Taking the kingdom by force seems so opposite of the gospel of free grace. Why in the world would men and women need to forcefully grab at something that is free? Surely it is not because there is a limited supply of grace. And certainly not that one must bully his way into the kingdom—trampling over other beggars for a little slice of that bread. No, indeed there is enough of this Bread of Life to fill the world and all that is in it.

The New Birds and Bees

Tim Challies:

I sometimes read a magazine called The Walrus. It is a Canadian magazine that exists on the left—just about as far left as you can go, I think. Still, it features some skilled writers and presents a perspective that I wouldn’t otherwise be exposed to, so I rather enjoy reading it. In the current issue there is a column called “The Talk” that discusses teaching boys about sex. I realized as I read it that the way I have been teaching my children about sex and gender and sexuality is very, very different from the way society around us would teach them if given the opportunity. We use similar terms, but mean very different things by them. As a Christian, and as a Christian parent, I found it very helpful to have this alternative view so clearly laid out.

Links I like

Are Your Efforts to Contextualize the Gospel All about You?

Eric McKiddie:

Although my theology of contextualizing has remained intact, since that morning I’ve been forced to reconsider how I go about doing it. Despite how selfless “becoming all things to all people” sounds, our deceitful hearts enable us to apply the principle selfishly.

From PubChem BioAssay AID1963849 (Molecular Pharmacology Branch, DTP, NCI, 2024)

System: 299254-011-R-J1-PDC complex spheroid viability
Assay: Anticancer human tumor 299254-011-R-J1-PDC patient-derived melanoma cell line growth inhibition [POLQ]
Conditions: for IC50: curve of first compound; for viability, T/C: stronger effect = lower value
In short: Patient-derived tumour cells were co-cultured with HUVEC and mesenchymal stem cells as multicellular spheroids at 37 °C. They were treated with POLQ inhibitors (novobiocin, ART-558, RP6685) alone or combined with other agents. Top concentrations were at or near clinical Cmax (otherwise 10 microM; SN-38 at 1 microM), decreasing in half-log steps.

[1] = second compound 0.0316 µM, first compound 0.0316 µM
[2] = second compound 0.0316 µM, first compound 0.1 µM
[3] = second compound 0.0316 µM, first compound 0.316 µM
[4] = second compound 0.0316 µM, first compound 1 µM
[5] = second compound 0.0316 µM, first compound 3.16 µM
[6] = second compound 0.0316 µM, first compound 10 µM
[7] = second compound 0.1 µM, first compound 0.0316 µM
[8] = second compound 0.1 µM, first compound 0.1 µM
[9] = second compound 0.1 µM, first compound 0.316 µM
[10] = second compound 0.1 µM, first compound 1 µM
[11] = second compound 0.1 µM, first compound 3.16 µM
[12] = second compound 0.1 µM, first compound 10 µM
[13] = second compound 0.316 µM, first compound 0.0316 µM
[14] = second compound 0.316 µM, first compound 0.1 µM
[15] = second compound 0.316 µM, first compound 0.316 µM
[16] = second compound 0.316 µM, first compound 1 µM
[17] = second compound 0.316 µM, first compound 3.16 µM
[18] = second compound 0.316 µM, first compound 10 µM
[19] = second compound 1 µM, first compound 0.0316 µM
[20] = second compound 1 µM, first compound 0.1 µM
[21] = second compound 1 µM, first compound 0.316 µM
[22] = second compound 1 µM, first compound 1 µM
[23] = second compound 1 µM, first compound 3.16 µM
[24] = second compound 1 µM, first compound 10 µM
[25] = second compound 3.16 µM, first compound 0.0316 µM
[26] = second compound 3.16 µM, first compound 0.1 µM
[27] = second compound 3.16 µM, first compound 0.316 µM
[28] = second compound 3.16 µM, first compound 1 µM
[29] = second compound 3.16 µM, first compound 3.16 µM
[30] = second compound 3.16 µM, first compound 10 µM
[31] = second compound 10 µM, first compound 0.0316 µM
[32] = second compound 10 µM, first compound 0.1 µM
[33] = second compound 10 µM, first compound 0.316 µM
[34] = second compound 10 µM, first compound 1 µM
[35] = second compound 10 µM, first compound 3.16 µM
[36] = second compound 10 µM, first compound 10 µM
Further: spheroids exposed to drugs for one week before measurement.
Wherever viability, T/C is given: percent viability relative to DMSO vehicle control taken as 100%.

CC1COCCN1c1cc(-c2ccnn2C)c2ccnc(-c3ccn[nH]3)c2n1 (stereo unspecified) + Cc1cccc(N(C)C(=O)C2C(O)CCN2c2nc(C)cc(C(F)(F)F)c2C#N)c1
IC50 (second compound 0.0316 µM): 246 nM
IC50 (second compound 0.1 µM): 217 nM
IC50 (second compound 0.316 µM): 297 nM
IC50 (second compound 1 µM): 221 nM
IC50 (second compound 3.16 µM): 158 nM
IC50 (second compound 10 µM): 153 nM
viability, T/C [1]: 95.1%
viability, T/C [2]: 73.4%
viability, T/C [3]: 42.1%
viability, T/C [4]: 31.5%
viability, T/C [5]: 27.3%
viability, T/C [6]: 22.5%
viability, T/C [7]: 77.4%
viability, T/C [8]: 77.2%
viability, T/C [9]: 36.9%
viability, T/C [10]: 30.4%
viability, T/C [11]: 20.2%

Are you contextualizing the gospel in a way that is more about you than the people you are ministering to? The following three questions that rise out of 1 Corinthians 9 will help you find out.

Sympathy for the Devil

Brian Mattson’s take on Noah is excellent.

Kindle deals for Christian readers

Platt Wasn’t Enough For My Church

Andy Schmitz:

Five years ago, some Christians began meeting in a living room to watch sermons by Dr. John Piper. Their Sunday preaching was primarily supplied by streamed sermons from well-known preachers. By God’s grace, they grew. They grew to a point where they could afford to call a pastor to shepherd and preach for them.

But why would they? Why not simply continue to video stream an extraordinarily gifted preacher instead? It would certainly save a lot of money. And let’s be honest, the homiletical prowess of a 24 year-old fresh-faced seminary graduate would never come close to the likes of a Piper or Platt. So why hire me?

What Worship Style Attracts the Millennials?

Thom Rainer:

As in most of our speaking settings, we allow a portion of our presentation to be a time of questions and answers. And inevitably someone will ask us about the worship style preferences of the Millennials.

Typically the context of the question emanates from a background of nearly three decades of “worship wars.” In other words, on what “side” are the Millennials? Traditional? Contemporary? Or somewhere on the nebulous spectrum of blended styles?

And though Jess and I did not originally ask those questions in our research, we have sufficient anecdotal evidence to respond. And our response is usually received with some surprise. The direct answer is “none of the above.”

The Social Church by Justin Wise

The Social Church by Justin Wise